Ellen in Pieces by Caroline Adderson is my favourite novel of 2014!  It is laugh-out- loud funny, sexy, and very moving.  The word that first comes to mind is delicious.  The novel is a gossipy treat, entertaining as hell, but at the same time brilliantly written with an unforgettable lead.  It is also a story about women’s friendships, how important intimate friends are to women and how our friends sustain us.  If that sounds like chick lit, it’s not.  Men would be equally intrigued by this rippingly good read.

Ellen is a hopelessly flawed character and yet despite her flaws, or perhaps because of them, she is wonderfully loveable, the kind of woman you’d kill to have as a friend, though you might not trust your husband around her.  Oh the mistakes she makes, gargantuan ones that make you stop reading for a moment and shake your head.  She did what????

Yes, Ellen is a major screw-up, but she’s first in a long line of loveable screw-ups in the novel, her lost, much too young lover, her feckless husband and troubled daughter, and even her women friends; each have made choices that that mess up their lives and complicate their relationships with Ellen.  Yet what comes across in this novel is how human and humane, each of Adderson’s characters are, so much so by the end of the book, you hate to leave this story world and wish for even a few more pages to devour.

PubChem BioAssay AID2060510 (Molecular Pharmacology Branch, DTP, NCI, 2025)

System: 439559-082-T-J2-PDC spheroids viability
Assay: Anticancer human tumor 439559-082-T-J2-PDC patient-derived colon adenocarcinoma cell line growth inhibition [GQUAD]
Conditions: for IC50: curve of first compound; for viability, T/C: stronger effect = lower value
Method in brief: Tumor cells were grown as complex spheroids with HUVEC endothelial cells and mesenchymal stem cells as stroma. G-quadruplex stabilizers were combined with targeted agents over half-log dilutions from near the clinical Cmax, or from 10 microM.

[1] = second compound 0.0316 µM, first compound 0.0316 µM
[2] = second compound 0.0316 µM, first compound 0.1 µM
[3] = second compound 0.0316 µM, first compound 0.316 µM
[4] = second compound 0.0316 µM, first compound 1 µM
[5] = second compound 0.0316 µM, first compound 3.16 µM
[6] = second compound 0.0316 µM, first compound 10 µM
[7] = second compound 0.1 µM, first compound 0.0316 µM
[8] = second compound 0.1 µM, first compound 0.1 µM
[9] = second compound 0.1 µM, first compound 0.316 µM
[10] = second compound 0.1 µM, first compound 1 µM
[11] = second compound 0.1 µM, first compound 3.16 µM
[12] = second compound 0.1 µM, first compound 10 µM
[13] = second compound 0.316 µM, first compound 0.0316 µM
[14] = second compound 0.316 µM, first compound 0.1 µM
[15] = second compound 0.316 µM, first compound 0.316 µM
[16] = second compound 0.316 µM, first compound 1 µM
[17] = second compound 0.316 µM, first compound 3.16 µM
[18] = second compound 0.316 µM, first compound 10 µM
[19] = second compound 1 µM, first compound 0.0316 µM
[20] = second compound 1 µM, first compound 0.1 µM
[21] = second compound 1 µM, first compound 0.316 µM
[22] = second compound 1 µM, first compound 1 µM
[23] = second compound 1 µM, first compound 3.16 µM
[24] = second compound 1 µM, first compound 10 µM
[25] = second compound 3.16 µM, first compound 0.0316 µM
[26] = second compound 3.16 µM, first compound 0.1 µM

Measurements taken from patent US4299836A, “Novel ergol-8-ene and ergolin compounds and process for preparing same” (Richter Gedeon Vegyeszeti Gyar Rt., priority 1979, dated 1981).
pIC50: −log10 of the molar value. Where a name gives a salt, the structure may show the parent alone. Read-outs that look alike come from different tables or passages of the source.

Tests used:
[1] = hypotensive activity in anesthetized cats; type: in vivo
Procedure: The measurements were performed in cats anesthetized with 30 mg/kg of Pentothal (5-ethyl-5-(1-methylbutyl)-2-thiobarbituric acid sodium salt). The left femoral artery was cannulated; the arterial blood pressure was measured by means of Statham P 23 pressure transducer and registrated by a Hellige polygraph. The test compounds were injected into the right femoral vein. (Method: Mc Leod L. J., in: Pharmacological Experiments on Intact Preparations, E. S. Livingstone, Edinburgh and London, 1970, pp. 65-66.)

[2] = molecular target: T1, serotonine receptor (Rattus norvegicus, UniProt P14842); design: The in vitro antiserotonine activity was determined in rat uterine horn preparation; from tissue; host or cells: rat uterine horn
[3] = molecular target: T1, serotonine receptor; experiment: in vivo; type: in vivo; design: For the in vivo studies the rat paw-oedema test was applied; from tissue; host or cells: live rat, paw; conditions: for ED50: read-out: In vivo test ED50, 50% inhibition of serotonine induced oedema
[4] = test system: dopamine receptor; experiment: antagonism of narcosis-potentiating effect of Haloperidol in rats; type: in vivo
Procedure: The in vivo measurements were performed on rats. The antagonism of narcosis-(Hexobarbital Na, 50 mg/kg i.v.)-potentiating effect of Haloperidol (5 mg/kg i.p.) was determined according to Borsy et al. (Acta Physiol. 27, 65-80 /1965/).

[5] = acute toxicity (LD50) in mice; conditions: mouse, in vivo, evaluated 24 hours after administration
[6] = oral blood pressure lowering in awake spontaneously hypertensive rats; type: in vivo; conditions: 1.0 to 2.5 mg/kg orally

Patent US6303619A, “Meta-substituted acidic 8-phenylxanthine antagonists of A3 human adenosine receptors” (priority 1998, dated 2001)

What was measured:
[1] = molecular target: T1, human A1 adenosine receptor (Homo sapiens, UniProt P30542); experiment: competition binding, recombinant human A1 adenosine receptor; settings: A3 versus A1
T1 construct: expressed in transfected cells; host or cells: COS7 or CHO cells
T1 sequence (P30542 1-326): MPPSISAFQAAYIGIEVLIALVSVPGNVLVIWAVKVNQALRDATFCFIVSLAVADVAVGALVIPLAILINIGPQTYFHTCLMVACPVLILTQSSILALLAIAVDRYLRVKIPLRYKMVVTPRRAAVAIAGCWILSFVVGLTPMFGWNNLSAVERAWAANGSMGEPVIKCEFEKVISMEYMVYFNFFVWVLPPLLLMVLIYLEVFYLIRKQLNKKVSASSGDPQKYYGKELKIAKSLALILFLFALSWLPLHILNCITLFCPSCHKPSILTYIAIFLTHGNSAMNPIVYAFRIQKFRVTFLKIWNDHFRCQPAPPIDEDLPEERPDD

Ellen in Pieces is the perfect title for the novel.  The structure is composed of a series of short stories.  Each of these stories can stand on its own and yet read together presents multiple viewpoints of Ellen at various times in her life.  Ellen in Pieces is a kaleidoscopic view of a woman’s life, rich in colour and light with changing patterns that surprise at every turn.   

The structure of ‘Ellen’ reminds me of the Pulitzer Prize-winning novel by Elizabeth Strout, Olive Kitteridge.  The latter is told in a series of short chapters, in multiple voices, circling around the uptight and grumpy schoolteacher, Olive.

Both novels are love stories, love dressed in many outfits, love in regret and pain and finally in a quiet happiness.  Ellen and Olive may be polar opposites, but the compassion shown by Strout and Adderson towards their characters are what stays with us and renders both novels unforgettable.